As we hover on the cusp of the New Year, here’s a story that might inspire us to consider alternative fuels: Air New Zealand today tested a passenger jet powered partially with oil from a plum-sized fruit known as jatropha, Scientific American reported.
It was the the world’s second commercial flight of a jet on biofuel. Other examples of biofuel include the much-maligned ethanol, made from corn (but you already knew that). Jatropha-based fuel doesn’t have the drawbacks of ethanol, such as driving up the cost of corn, because jatropha is a weed.
So, if Air New Zealand can do it, so can we. Don’t forget, Berkeley actually has a gas station that dispenses biodiesel, fuel made from oil such as that used to crisp fries; the city also has Green Motors, a dealership that sells only electric cars and scooters. Food (and fuel) for thought in 2009.
Ferries are merry, trains can be a pain, the bus is a plus … and Bay Area residents now have a totally unique transit alternative: the Airship Ventures Zeppelin Eureka.
Airship Ventures has been offering rides in the zeppelin since November, with trips along the coast to San Francisco, Carmel and Big Sur, Kamika Dunlap reported in this paper.
Ticket prices vary based on flight duration and destination – starting at $495 an hour. Don’t let us hear you complaining about BART being expensive ever again! and p.s.: What is the difference between a blimp, a zeppelin and a dirigible?
Car pooling has worked so well on Bay Area bridges that bridge operators are considering ending the free rides for car pool users during weekday rush hours.
I can hear the rumble of protest brewing among car pool users: “Hey government, we took car pools like you asked, so why penalize us by ending the free ride?” Isn’t that like water districts raising water rates in a drought to offset the loss of revenue from customers using less water? some people might ask.
The issue is likely to reverberate through the halls of the Bay Area Toll Authority – a regional toll collection agency – in the next year as the authority’s board and managers discuss how to pay for $950 million in proposed seismic retrofits for the Antioch and Dumbarton bridges. Read the rest of this entry »
BERKELEY — Despite stiff fingers from the Tuesday morning cold, Brielle Plump of Oakland managed to tear open the free square of Ghirardelli Chocolate handed to her at the downtown Berkeley BART station.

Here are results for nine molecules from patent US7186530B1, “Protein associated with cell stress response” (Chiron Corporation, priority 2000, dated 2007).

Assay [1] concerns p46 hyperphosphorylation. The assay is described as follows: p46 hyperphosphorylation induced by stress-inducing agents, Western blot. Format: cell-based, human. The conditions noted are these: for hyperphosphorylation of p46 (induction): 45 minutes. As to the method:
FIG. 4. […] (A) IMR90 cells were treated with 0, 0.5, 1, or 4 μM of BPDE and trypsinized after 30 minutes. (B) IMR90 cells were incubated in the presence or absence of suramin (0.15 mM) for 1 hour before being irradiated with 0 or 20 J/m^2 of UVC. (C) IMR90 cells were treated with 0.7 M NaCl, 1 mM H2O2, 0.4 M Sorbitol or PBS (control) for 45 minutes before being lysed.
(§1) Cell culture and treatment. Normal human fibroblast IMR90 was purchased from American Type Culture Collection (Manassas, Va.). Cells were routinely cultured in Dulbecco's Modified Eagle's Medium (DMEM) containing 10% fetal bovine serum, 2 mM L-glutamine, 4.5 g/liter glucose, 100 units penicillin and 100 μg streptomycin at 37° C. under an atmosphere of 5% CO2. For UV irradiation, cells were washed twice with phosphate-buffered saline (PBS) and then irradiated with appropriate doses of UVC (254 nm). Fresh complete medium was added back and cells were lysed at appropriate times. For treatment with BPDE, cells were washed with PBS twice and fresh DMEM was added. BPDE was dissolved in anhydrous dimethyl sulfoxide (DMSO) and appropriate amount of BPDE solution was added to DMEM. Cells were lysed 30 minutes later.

“Chocolate is good any time of the day,” said the Oakland resident, sliding the peanut butter-milk chocolate combination into her mouth as she waited for a San Francisco train. “It’s very nice of (BART) to recognize that these aren’t easy times in the economy and reach out to their customers.”
Plump and some 50,000 other riders got $1 million worth of free squares and discount coupons, bankrolled by Ghirardelli, as part of BART’s customer appreciation day on Tuesday morning. All seemed appreciative of the gift, though they still had some caveats about the system. Read the rest of this entry »
2008 was a Public Transit Party for the Bay Area. Real estate plummeted, banks crashed and unemployment soared, but BART, Amtrak and AC Transit not only survived but prevailed. Commuters flocked to public transit in record-breaking numbers, and as a final coup, California voters passed passed Prop. 1A for the statewide high-speed rail in November, putting the icing on the cake.
Of course, it wasn’t all roses. Tri Delta Transit cut back on service, as did the County Connection. But hey! In 2008, we learned that BART’s seismic upgrade of the Transbay Tube is going to cost $100 million less than expected. And the parcel tax for AC Transit passed (whether this is a milestone or a millstone is perhaps less than clear). Regardless, we can only hope that 2009 will rock as hard for public transit.
(Video of California High-Speed Trains: NC3D.com.)
This should sweeten your commute Tuesday, Dec. 16. BART and Ghirardelli Chocolate will give away chocolate squares and coupon cards as a thank-you to 50,000 riders, starting at 6 a.m. It’s healthy – the squares are filled with peanut butter! Well, uhm, relatively healthy. The giveaway, estimated at $1 million, takes place from 6 a.m. to 9 a.m. at the Downtown Berkeley, Oakland City Center/12th Street, Embarcadero, Montgomery Street, Powell Street and Civic Center stations. Ghirardelli is donating the goodies. Be there and be square!
Keep your mind on your driving
Keep your hands on the wheel
Keep your sneaky eyes on the road ahead….
We’re having fun
sitting in the back seat
Kissin’ and a-huggin’ with Fred.
Well, minus the last three lines, Bay Area drivers need to remember that at the beginning of 2009, California drivers must comply with a new state law making it illegal to text message or respond to an email while driving. (I’m sure we all already know that drivers are required by law to use hands-free devices when talking on their cell phones.)
This is good to keep in mind, as the very last thing you want to have happen to you is getting a ticket for texting as you weave through traffic at 3 a.m. Jan. 1 coming home from a night of riotous depravity.
I felt a shiver when I saw Doug Oakley’s front page story and photo today about “ghost bike” memorials to cyclists killed in collisions with cars or trucks.
A recreational cyclist and occasional bike commuter, I like to think of cycling as healthy and refreshing. But reading Oakley’s story reminded me how vulnerable humans on a 25- to 30-pound bicycle are when sharing the roads with a ton or 2-ton vehicle that can squash a rider like a bug.
I’ve seen cyclists do unsafe things like riding on the wrong side of the road.